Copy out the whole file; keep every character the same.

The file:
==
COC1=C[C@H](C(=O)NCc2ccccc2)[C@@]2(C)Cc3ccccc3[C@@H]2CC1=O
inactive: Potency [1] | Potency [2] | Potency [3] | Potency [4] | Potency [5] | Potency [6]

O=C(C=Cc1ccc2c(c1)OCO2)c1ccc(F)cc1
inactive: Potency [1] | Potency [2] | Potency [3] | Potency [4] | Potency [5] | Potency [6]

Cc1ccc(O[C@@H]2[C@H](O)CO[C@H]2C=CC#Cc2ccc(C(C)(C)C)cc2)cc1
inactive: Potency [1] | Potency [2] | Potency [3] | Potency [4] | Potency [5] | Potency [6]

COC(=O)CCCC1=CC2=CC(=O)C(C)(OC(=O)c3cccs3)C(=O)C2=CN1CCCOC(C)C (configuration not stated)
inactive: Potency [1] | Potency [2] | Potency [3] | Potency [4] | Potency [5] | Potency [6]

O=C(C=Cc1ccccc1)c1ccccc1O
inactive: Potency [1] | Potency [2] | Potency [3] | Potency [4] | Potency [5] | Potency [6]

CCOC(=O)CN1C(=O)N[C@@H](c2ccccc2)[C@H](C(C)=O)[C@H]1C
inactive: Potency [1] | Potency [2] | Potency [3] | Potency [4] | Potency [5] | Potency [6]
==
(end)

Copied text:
COC1=C[C@H](C(=O)NCc2ccccc2)[C@@]2(C)Cc3ccccc3[C@@H]2CC1=O
inactive: Potency [1] | Potency [2] | Potency [3] | Potency [4] | Potency [5] | Potency [6]

O=C(C=Cc1ccc2c(c1)OCO2)c1ccc(F)cc1
inactive: Potency [1] | Potency [2] | Potency [3] | Potency [4] | Potency [5] | Potency [6]

Cc1ccc(O[C@@H]2[C@H](O)CO[C@H]2C=CC#Cc2ccc(C(C)(C)C)cc2)cc1
inactive: Potency [1] | Potency [2] | Potency [3] | Potency [4] | Potency [5] | Potency [6]

COC(=O)CCCC1=CC2=CC(=O)C(C)(OC(=O)c3cccs3)C(=O)C2=CN1CCCOC(C)C (configuration not stated)
inactive: Potency [1] | Potency [2] | Potency [3] | Potency [4] | Potency [5] | Potency [6]

O=C(C=Cc1ccccc1)c1ccccc1O
inactive: Potency [1] | Potency [2] | Potency [3] | Potency [4] | Potency [5] | Potency [6]

CCOC(=O)CN1C(=O)N[C@@H](c2ccccc2)[C@H](C(C)=O)[C@H]1C
inactive: Potency [1] | Potency [2] | Potency [3] | Potency [4] | Potency [5] | Potency [6]